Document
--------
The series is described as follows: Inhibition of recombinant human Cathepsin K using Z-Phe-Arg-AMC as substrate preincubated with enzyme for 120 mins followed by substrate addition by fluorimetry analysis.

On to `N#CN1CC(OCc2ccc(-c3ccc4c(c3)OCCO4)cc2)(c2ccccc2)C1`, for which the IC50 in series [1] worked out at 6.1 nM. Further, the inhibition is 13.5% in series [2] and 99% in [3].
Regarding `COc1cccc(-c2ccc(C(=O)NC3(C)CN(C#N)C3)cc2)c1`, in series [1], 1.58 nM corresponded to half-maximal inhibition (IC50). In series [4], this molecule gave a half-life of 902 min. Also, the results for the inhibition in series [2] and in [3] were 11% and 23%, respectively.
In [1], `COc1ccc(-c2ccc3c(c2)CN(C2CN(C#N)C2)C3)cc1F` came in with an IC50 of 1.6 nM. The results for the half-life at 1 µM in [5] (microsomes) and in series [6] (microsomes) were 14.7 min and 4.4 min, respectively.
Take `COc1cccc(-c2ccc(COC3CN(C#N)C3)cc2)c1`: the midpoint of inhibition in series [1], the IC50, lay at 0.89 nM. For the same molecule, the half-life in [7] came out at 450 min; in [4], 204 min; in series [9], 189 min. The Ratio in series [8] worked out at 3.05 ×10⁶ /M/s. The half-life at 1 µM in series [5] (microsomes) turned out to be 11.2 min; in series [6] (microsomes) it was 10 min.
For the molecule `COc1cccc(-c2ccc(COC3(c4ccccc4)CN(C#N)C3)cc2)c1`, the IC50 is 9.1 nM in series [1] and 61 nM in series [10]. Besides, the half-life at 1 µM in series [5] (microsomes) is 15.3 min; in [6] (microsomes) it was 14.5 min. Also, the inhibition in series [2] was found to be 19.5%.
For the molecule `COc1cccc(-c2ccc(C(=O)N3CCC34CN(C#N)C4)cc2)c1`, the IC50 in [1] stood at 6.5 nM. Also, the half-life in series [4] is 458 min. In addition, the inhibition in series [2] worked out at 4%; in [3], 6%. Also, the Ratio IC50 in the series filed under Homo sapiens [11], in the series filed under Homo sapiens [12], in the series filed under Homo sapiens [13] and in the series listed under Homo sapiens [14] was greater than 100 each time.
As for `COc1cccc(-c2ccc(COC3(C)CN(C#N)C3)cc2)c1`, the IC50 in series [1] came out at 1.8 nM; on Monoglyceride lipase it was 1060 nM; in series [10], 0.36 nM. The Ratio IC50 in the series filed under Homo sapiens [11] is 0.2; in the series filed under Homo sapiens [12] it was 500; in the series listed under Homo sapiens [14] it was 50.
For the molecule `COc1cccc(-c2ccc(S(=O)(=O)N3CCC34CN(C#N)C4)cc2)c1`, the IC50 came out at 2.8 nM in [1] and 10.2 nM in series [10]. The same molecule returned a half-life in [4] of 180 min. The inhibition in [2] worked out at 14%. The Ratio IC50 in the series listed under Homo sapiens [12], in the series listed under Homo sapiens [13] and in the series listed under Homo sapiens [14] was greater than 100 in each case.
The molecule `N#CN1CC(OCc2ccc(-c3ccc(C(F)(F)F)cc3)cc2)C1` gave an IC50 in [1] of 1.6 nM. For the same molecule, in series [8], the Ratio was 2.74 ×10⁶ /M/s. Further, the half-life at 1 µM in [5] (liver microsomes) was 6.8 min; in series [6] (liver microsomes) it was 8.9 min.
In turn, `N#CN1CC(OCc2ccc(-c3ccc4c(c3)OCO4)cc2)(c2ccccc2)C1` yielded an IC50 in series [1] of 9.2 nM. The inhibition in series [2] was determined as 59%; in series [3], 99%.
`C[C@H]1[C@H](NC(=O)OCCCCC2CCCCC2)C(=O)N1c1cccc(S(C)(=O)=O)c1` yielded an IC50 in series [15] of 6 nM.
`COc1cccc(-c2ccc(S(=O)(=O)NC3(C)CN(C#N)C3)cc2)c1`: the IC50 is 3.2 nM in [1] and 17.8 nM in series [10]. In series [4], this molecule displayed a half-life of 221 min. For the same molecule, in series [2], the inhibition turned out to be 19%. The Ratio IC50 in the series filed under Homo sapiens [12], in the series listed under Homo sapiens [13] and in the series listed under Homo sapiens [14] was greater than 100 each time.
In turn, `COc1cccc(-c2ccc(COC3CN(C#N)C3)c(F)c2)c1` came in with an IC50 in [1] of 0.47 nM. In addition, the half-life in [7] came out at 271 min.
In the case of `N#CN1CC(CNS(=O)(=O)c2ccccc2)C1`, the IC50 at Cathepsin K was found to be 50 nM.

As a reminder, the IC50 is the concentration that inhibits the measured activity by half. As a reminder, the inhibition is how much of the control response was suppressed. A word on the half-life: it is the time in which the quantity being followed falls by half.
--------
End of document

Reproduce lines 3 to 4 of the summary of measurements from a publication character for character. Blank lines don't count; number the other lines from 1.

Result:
Regarding `COc1cccc(-c2ccc(C(=O)NC3(C)CN(C#N)C3)cc2)c1`, in series [1], 1.58 nM corresponded to half-maximal inhibition (IC50). In series [4], this molecule gave a half-life of 902 min. Also, the results for the inhibition in series [2] and in [3] were 11% and 23%, respectively.
In [1], `COc1ccc(-c2ccc3c(c2)CN(C2CN(C#N)C2)C3)cc1F` came in with an IC50 of 1.6 nM. The results for the half-life at 1 µM in [5] (microsomes) and in series [6] (microsomes) were 14.7 min and 4.4 min, respectively.